Russian government rescues Proton manufacturer

The Russian government has moved to cover more than $300 million in debts incurred by the Khrunichev Space Center, the company that builds the Proton rocket.

The company’s problems center around its loss of market share, partly because of repeated launch failures of the Proton rocket in the last five years, and partly because of SpaceX’s lower launch prices.

Russia denies that Proton upper stage failed after launching ExoMars

At a press conference today the head of Roscosmos today countered claims that some failure had occurred after ExoMars was placed on its course to Mars.

Briefing reporters in Moscow, Igor A. Komarov reiterated statements made by Proton prime contractor Khrunichev Space Center of Moscow, saying the Breeze-M upper stage separated ExoMars without incident and then proceeded with the standard passivation and collision-avoidance maneuvers.

Komarov said he had seen photos taken from a Brazilian ground telescope that appeared to show small objects in the vicinity of the Breeze-M stage and ExoMars. “I do have these pictures, provided by the Brazilian observatory, showing the ExoMars spacecraft surrounded by some dimly illuminated objects reportedly related to the upper stage,” Komarov said.

“Telemetry and other objectively verifiable data available to us, covering the entire time from the separation and the contamination and collision avoidance maneuvers to the passivation of the upper stage, show that all these steps have been performed successfully, without any anomalies,” Komarov said. “There is absolutely no indication of an upper-stage explosion or breakup.”

The uncertainty will only be settled in the next few weeks, when engineers activate all of ExoMars instruments. Should they all be working as expected, then it will likely be that nothing had happened to the Briz-M upper stage, as Roscosmos claims. If not, then Russia has a problem, since it depends on that stage for future Proton commercial launches and will not know what went wrong here.

Near disaster for ExoMars

The Russian jinx for going to Mars might not be over yet: New data suggests that the Briz-M upper stage to the Proton rocket exploded shortly after it has propelled ExoMars on its way to Mars and then separated from it.

There appears to be a cloud of debris near the probe, thought to have been caused when the Briz-M stage was to fire its rockets one last time to take it away from ExoMars as well as prevent it from following it to Mars. Instead, it is thought (though not confirmed) that the stage blew up at that moment.

Though so far ExoMars appears to be functioning properly, but they have not yet activated all of its most sensitive instruments. Only when they turn them on in April will we find out if they were damaged in any way by the Briz-M failure.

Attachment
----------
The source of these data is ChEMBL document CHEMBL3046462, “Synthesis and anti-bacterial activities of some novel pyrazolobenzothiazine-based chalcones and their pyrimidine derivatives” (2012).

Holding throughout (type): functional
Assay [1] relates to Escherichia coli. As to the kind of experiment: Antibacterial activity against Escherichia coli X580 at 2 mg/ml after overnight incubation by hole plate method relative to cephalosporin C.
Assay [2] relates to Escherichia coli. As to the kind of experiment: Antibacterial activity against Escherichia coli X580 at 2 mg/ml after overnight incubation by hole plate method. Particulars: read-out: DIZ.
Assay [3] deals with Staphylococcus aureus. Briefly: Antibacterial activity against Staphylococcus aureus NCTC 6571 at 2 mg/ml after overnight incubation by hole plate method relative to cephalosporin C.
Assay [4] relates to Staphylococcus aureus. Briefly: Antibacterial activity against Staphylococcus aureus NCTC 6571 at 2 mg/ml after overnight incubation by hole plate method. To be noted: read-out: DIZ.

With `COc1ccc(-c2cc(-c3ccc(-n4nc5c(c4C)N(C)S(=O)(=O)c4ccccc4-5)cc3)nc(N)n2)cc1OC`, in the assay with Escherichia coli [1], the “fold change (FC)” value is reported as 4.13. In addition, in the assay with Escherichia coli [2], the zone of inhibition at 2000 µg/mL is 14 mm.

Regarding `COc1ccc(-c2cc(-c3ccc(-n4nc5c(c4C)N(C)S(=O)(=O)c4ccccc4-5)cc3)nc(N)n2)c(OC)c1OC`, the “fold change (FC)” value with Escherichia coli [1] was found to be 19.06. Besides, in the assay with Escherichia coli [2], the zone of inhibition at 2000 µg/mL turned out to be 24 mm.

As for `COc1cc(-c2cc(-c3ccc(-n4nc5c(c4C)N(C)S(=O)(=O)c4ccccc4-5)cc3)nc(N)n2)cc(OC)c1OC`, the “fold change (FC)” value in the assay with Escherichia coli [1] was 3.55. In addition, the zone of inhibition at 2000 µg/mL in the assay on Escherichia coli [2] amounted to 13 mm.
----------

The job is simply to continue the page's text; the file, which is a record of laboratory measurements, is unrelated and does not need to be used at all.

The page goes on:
ExoMars blasts off

The European-Russian Mars orbiter/lander ExoMars was successfully launched on a Proton rocket this morning from Baikonur.

It will still take most of today for the rocket’s Briz-M upper stage to complete several additional engine burns to send the spacecraft on its path to Mars, but the most difficult part of the launch has now passed.

The article does a nice job of summing up Russia’s most recent track record in trying to send spacecraft to Mars, thus illustrating the significance of today’s success:

For Russian scientists, the launch marks the resumption of a cooperative effort with Europe to explore the Solar System, after the failure of the Phobos-Grunt mission in 2011.The launch of the ExoMars-2016 spacecraft will be Proton’s first “interplanetary” assignment in almost two decades. During its previous attempt in November 1996, Proton’s upper stage failed, sending the precious Mars-96 spacecraft to a fiery desmise in the Earth’s atmosphere and effectively stalling Russia’s planetary exploration program for a generation.

Further in the past, during the Soviet era, the Russians tried numerous times to either orbit or land on Mars. Every mission failed. If this mission successfully reaches Mars and lands it will mark the first time the Russians played a major role in a mission to Mars that actually reached its goal and worked.

Another Falcon Heavy customer switches to different rocket

The competition heats up: Afraid of more delays in SpaceX’s Falcon Heavy rocket, Inmarsat has booked a Russian Proton rocket for a 2017 commercial satellite launch.